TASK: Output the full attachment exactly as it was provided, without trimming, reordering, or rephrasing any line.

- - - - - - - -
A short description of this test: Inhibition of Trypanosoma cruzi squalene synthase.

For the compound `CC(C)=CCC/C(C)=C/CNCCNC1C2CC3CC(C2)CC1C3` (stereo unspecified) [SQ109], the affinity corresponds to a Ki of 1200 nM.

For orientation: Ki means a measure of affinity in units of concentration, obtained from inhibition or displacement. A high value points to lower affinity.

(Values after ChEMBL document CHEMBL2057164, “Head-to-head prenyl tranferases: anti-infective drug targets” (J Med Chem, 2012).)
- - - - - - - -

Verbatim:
A short description of this test: Inhibition of Trypanosoma cruzi squalene synthase.

For the compound `CC(C)=CCC/C(C)=C/CNCCNC1C2CC3CC(C2)CC1C3` (stereo unspecified) [SQ109], the affinity corresponds to a Ki of 1200 nM.

For orientation: Ki means a measure of affinity in units of concentration, obtained from inhibition or displacement. A high value points to lower affinity.

(Values after ChEMBL document CHEMBL2057164, “Head-to-head prenyl tranferases: anti-infective drug targets” (J Med Chem, 2012).)